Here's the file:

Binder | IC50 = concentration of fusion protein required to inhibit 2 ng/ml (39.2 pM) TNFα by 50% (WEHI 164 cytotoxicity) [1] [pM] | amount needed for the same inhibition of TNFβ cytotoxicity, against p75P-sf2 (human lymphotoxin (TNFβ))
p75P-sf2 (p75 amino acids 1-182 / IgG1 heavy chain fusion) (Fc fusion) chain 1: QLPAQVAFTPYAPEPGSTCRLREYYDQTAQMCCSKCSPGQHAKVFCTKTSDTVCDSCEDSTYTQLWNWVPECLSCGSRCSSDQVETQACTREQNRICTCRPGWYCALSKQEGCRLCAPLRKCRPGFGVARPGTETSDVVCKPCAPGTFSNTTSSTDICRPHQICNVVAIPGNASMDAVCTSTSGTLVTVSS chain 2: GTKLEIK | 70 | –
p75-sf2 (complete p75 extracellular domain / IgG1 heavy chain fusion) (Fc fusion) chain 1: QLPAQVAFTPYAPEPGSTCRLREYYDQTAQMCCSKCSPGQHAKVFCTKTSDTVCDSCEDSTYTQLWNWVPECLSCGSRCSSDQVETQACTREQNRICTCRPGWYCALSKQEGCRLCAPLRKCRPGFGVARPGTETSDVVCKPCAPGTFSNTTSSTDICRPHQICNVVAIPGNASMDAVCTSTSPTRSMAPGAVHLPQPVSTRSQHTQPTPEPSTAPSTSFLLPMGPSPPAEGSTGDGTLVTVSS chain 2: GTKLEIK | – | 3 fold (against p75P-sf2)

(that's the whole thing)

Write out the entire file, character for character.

Binder | IC50 = concentration of fusion protein required to inhibit 2 ng/ml (39.2 pM) TNFα by 50% (WEHI 164 cytotoxicity) [1] [pM] | amount needed for the same inhibition of TNFβ cytotoxicity, against p75P-sf2 (human lymphotoxin (TNFβ))
p75P-sf2 (p75 amino acids 1-182 / IgG1 heavy chain fusion) (Fc fusion) chain 1: QLPAQVAFTPYAPEPGSTCRLREYYDQTAQMCCSKCSPGQHAKVFCTKTSDTVCDSCEDSTYTQLWNWVPECLSCGSRCSSDQVETQACTREQNRICTCRPGWYCALSKQEGCRLCAPLRKCRPGFGVARPGTETSDVVCKPCAPGTFSNTTSSTDICRPHQICNVVAIPGNASMDAVCTSTSGTLVTVSS chain 2: GTKLEIK | 70 | –
p75-sf2 (complete p75 extracellular domain / IgG1 heavy chain fusion) (Fc fusion) chain 1: QLPAQVAFTPYAPEPGSTCRLREYYDQTAQMCCSKCSPGQHAKVFCTKTSDTVCDSCEDSTYTQLWNWVPECLSCGSRCSSDQVETQACTREQNRICTCRPGWYCALSKQEGCRLCAPLRKCRPGFGVARPGTETSDVVCKPCAPGTFSNTTSSTDICRPHQICNVVAIPGNASMDAVCTSTSPTRSMAPGAVHLPQPVSTRSQHTQPTPEPSTAPSTSFLLPMGPSPPAEGSTGDGTLVTVSS chain 2: GTKLEIK | – | 3 fold (against p75P-sf2)